Networks can also be used as information channels to diffuse innovations. In a recent experiment conducted in Indian villages in Karnataka and reported in a paper by Banerjee, Chandrasekhar, Duflo and Jackson just published in Science, a lending group used the village social network to disseminate information about a microfinance program. Initially, the villages were surveyed to map the social links among agents, based on different dimensions like pairs of agents going to the temple together, or pairs of agents lending to one another. In  a second step, one individual of the village was targeted as the seed from which information about the progam would be diffused. One of the objectives of the experiment is to identify how the speed of diffusion of the information depends on the centrality of the agent chosen as seed. The experiment led to two striking conclusions. First, the 'correct' notion of centrality which explains best the diffusion of information is the Katz prestige centrality measure, where an agent's centrality depends on the centrality of his neighbors. Second, the speed of diffusion does not depend on the number of agents who actually participate in the program, but simply on the number of agents who are informed about the program. Even though incentives to transmit information differ between participants and nonparticipants, this difference has little global effect on the diffusion of microfinance. These results clearly show how sophisticated centrality measures borrowed from social network theory can help NGOs target specific individuals in villages in order to improve the efficiency of social programs in developing countries.


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CTN News & Announcements

19th CTN Workshop 
Brussels, Belgium, 30-31 January 2014

The 19th CTN workshop will be organized jointly by CORE (Université Catholique de Louvain) and CEREC (Université Saint-Louis) and will be held at the Université Saint-Louis, Brussels, Belgium on January 30-31, 2014. The workshop will be aimed at providing an avenue for presenting and discussing new contributions on network, coalition and matching theory.  

Invited speakers:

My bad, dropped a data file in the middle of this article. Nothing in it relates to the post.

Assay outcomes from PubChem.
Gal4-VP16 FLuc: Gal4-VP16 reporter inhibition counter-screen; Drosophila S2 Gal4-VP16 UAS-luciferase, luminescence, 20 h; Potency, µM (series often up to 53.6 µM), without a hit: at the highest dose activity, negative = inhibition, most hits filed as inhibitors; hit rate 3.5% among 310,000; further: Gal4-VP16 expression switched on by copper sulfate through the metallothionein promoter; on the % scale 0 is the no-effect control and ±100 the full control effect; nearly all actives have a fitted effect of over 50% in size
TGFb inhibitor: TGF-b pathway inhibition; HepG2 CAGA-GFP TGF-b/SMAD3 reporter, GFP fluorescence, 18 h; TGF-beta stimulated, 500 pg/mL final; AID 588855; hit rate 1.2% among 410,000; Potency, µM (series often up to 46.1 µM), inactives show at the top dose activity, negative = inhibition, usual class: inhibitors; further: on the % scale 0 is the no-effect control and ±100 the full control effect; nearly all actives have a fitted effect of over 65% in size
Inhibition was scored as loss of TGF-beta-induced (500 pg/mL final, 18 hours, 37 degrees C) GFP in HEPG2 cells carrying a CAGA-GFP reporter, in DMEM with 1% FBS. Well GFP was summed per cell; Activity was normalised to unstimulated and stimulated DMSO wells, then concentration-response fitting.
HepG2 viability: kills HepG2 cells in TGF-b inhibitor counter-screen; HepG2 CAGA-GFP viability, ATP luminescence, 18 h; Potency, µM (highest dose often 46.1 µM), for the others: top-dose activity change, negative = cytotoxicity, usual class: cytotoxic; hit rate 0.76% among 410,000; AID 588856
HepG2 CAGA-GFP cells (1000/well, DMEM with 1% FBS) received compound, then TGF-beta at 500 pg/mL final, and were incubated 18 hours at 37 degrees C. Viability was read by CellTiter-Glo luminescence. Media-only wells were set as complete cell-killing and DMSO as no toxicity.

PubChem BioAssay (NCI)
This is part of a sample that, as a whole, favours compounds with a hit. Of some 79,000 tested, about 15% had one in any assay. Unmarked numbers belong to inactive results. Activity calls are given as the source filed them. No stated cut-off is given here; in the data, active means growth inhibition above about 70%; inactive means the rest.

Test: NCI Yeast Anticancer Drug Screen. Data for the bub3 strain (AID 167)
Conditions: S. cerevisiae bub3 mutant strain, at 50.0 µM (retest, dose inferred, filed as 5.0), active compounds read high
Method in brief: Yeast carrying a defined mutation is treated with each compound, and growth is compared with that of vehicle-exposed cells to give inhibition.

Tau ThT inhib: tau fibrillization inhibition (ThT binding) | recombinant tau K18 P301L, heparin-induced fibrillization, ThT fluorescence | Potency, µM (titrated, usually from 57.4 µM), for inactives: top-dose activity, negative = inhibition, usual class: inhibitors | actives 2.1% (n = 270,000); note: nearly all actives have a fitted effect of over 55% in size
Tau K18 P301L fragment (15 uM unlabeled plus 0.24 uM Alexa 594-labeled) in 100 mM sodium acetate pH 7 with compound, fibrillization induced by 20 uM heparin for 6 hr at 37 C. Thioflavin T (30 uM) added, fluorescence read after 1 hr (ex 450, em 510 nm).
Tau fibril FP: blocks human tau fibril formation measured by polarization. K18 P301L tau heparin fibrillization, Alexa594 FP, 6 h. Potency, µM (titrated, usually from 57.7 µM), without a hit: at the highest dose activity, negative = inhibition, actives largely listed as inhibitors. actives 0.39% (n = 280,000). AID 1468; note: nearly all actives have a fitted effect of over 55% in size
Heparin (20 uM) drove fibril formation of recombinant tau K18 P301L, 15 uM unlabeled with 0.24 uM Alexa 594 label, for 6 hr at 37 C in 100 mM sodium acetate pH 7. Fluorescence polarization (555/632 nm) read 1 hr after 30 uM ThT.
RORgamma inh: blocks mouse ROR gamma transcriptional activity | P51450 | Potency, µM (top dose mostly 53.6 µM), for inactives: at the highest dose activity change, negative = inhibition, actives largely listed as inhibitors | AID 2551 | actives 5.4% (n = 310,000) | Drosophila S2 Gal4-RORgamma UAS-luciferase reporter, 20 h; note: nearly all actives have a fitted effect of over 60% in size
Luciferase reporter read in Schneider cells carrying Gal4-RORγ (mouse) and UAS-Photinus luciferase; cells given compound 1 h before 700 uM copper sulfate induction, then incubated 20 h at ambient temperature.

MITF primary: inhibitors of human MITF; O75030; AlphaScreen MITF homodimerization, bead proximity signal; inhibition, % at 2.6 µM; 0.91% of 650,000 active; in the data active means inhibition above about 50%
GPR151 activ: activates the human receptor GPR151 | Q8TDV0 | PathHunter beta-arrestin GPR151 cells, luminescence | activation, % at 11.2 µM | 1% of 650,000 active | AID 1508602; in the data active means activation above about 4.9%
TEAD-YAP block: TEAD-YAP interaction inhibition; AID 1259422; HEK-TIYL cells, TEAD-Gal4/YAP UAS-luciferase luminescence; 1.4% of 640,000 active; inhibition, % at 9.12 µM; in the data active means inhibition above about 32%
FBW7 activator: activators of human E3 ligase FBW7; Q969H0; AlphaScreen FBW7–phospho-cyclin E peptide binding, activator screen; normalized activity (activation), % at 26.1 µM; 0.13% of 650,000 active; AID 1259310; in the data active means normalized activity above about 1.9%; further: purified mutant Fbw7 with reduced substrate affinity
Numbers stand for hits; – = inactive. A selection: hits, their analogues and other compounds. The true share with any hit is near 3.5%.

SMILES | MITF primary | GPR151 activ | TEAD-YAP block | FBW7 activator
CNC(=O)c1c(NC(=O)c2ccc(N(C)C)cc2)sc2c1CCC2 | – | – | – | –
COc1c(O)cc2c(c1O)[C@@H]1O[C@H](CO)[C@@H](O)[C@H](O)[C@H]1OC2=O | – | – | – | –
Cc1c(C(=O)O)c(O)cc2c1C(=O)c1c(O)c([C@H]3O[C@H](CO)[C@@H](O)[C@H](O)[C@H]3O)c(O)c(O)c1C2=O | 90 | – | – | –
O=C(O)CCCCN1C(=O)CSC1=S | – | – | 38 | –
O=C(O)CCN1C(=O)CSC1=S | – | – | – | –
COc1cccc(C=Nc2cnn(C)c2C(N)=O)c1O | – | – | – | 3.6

Francis Bloch, University Paris I and Paris School of Economics, France
Andrea Galeotti, University of Essex, UK
Jean Jacques Herings, Maastricht University, The Netherlands
Matthew Jackson, Stanford University, USA 

Please submit papers or extended abstracts by November 22, 2013. We also invite economists not affiliated with the CTN network to submit their papers.  
Papers and extended abstracts (in pdf format) can only be submitted to
All acceptance/rejection decisions will be communicated by December 16, 2013.

News from GREQAM

Aix-Marseilles University will award a honorary doctorate to Matt Jackson on November 25th. At this occasion and to further acknowledge Matt’s contribution to the economics of social networks, GREQAM will organize a workshop in Matt’s honour (more information contacting Yann Bramoullé,

Yann Bramoullé from GREQAM is organizing the GTI seminar series on interactions and networks this year. Planned speakers for the Fall semester are Francesco Nava (LSE), Frédéric Deroian (GREQAM), Margherita Comola (PSE), Matthew Lindquist (Stockholm), and Marco van der Leij (Amsterdam). More information can be found at

Fernando Vega-Redondo will give a lecture on globalization and networks at Aix-Marseille School of Economics on December 3d. See


News from CES

Francis Bloch has moved to CES from Ecole Polytechnique, and is now part of the CTN team at CES.


News from FEEM

Two articles of potential interest for the CTN community have been recently published in FEEM's Review of Environment, Energy and Economics - Re3:

Smoking and Social Interaction
by Sergio Currarini, Elena Fumagalli and Fabrizio Panebianco published on 2 May 2013

Turning the Tide against Inaction: Partial Climate Agreements with Open Entry 
by Fabio Sferra and Massimo Tavoni, published on 11 July 2013


Visit the CTN Members' seminars web pages



About the CTN Newsletter The CTN Newsletter is prepared with the contribution of all the CTN Partner Institutions. Please send comments and questions to:
The next issue will be published in March 2014